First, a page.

Jump to ContentJump to Main Navigation
Learning One's Native TongueCitizenship, Contestation, and Conflict in America$
Users without a subscription are not able to see the full content.

Tracy B. Strong

Print publication date: 2019

Print ISBN-13: 9780226623191

Published to Chicago Scholarship Online: September 2020

DOI: 10.7208/chicago/9780226623368.001.0001

Show Summary Details
Page of

PRINTED FROM CHICAGO SCHOLARSHIP ONLINE (www.chicago.universitypressscholarship.com). (c) Copyright University of Chicago Press, 2021. All Rights Reserved. An individual user may print out a PDF of a single chapter of a monograph in CHSO for personal use.date: 21 September 2021

Introduction

Introduction

Chapter:
(p.1) Introduction
Source:
Learning One's Native Tongue
Author(s):

Tracy B. Strong

Publisher:
University of Chicago Press
DOI:10.7208/chicago/9780226623368.003.0001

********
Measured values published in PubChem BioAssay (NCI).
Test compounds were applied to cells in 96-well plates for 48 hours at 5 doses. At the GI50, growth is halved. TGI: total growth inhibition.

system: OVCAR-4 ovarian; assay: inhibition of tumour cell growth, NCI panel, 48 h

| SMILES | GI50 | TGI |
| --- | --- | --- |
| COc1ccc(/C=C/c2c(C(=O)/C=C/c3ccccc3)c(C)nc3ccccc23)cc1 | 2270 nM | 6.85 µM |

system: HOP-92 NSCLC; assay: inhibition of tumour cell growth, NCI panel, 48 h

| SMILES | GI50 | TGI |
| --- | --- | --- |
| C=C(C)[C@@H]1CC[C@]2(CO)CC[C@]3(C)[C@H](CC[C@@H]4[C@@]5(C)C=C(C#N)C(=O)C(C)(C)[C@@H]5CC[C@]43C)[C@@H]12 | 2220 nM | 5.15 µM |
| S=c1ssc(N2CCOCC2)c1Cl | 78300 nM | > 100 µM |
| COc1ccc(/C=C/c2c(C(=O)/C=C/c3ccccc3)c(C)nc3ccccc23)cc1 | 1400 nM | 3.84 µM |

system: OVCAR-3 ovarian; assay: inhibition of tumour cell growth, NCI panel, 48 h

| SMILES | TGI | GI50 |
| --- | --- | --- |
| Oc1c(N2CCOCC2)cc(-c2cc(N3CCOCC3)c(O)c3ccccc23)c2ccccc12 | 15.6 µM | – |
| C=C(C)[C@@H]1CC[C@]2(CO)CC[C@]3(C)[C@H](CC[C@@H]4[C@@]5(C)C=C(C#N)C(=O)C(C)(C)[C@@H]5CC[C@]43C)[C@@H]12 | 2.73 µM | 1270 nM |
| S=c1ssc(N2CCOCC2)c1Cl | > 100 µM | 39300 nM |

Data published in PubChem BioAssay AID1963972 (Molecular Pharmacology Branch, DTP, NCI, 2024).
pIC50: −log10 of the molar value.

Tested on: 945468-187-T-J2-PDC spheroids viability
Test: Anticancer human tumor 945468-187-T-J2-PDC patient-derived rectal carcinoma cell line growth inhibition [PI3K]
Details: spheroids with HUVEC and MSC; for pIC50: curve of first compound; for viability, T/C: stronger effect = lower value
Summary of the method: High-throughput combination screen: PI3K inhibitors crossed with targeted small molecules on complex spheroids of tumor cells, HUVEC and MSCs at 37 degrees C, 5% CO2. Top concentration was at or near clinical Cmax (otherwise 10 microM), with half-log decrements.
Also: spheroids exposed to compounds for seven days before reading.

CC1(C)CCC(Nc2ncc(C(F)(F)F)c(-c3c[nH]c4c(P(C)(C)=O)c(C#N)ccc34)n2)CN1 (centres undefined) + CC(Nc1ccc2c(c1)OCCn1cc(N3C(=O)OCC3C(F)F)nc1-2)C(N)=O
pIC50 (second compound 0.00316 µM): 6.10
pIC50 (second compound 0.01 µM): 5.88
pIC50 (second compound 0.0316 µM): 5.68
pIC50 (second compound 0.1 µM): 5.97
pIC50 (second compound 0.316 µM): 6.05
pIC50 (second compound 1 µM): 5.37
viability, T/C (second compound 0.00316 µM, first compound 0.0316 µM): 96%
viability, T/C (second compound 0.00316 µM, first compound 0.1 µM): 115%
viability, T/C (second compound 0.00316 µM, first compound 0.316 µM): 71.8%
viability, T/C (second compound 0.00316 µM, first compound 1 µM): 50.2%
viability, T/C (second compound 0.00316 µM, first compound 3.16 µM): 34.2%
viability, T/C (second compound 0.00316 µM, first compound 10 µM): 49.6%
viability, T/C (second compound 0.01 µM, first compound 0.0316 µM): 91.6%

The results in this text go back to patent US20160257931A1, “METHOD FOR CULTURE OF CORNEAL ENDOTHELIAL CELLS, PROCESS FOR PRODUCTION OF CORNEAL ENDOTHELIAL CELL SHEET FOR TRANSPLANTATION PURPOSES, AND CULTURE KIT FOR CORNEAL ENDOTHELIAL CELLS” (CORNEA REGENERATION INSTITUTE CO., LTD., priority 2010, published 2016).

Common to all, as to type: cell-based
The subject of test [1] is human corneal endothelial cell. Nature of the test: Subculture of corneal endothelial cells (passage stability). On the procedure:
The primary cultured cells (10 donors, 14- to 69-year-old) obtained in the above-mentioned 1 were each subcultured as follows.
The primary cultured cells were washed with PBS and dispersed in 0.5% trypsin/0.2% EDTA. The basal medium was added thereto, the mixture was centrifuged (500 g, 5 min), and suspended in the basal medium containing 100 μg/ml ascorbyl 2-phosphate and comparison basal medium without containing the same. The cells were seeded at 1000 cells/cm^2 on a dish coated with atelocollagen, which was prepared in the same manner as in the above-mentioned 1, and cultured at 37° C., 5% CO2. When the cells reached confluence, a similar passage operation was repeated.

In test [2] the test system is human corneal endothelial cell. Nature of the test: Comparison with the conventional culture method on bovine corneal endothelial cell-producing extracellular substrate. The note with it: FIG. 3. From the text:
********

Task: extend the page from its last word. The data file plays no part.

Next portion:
This book considers citizenship not as a right (although it is that) but in political terms. To be a citizen in America requires meeting a set of criteria that vary over time; depending on multiple factors. These criteria can be either acquired or natural. This understanding is contrasted to several standard understandings of America: Hartzian liberalism; the frontier thesis; American exceptionalism; civic republicanism; communitarianism and the minimalist thesis of Judith Shklar.

Keywords:   Citizenship, suffrage, Tocqueville, American exceptionalism, Manifest Destiny, Quentin Skinner, Begriffgeschichte, America as a project, Judith Shkla, J.G.A. Pocock

Chicago Scholarship Online requires a subscription or purchase to access the full text of books within the service. Public users can however freely search the site and view the abstracts and keywords for each book and chapter.

Please, subscribe or login to access full text content.

If you think you should have access to this title, please contact your librarian.

To troubleshoot, please check our FAQs, and if you can't find the answer there, please contact us.